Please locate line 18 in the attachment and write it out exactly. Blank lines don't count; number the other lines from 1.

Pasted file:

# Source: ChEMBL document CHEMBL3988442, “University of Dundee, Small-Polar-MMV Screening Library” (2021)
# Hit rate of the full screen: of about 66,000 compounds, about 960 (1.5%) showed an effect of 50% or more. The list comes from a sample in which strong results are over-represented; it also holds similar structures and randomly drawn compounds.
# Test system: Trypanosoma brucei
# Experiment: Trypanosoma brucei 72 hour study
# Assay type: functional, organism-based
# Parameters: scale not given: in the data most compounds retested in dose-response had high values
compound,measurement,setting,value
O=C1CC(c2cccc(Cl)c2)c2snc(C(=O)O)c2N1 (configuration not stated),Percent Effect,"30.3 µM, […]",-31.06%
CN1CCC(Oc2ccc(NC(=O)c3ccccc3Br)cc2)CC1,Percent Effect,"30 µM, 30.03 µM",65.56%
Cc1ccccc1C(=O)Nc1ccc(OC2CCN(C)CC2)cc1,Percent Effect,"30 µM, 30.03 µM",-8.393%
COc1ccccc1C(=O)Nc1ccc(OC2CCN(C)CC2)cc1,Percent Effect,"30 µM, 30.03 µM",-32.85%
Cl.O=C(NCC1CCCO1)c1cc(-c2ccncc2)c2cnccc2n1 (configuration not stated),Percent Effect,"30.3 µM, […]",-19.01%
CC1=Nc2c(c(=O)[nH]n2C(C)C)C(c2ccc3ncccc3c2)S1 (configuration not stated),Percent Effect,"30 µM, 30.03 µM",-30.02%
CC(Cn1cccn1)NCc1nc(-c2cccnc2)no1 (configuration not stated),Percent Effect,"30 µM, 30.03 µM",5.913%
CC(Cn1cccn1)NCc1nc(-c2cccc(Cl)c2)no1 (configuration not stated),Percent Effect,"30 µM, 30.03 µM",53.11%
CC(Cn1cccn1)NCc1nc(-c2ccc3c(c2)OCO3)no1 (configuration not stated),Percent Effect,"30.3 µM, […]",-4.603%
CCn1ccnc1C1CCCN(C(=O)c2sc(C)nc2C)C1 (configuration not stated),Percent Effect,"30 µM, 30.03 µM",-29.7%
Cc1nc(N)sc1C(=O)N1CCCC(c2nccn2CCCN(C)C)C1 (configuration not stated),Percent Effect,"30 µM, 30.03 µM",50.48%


Cc1nc(N)sc1C(=O)N1CCCC(c2nccn2CCCN(C)C)C1 (configuration not stated),Percent Effect,"30 µM, 30.03 µM",50.48%